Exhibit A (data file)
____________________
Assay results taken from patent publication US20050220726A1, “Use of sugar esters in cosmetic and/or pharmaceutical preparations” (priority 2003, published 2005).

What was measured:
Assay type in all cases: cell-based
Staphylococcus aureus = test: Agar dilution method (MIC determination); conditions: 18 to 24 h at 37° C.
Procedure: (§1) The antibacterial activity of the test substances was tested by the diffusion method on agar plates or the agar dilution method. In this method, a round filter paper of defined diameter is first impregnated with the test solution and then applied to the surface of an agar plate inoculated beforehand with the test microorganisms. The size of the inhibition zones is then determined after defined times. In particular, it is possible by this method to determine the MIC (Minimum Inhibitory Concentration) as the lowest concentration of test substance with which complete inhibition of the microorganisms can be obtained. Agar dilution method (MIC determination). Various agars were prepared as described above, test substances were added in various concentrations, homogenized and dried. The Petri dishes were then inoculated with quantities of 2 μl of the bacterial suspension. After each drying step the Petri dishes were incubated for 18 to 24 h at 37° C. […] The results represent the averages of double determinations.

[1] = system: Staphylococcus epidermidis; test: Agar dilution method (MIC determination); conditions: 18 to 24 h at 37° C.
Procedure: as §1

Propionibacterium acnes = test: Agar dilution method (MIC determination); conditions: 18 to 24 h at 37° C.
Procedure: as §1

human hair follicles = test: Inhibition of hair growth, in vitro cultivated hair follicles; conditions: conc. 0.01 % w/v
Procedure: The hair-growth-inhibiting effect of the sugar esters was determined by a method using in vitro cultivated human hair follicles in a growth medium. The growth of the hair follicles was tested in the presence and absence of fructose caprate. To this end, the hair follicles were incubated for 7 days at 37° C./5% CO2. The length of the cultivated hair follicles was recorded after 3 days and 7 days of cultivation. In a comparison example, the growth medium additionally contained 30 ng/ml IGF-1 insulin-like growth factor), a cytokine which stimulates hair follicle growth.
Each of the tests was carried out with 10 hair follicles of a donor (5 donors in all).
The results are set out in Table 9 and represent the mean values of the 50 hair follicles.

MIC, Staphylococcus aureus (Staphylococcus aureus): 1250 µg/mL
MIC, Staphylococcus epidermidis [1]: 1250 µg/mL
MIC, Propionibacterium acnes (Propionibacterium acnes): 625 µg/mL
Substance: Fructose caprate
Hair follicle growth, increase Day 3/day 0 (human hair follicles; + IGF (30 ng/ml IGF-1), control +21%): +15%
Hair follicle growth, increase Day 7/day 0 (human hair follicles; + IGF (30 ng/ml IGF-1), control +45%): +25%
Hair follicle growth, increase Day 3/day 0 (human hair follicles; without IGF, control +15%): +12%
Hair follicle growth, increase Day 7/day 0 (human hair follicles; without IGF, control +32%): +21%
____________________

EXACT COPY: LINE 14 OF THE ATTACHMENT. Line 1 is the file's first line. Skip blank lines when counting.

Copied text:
MIC, Staphylococcus aureus (Staphylococcus aureus): 1250 µg/mL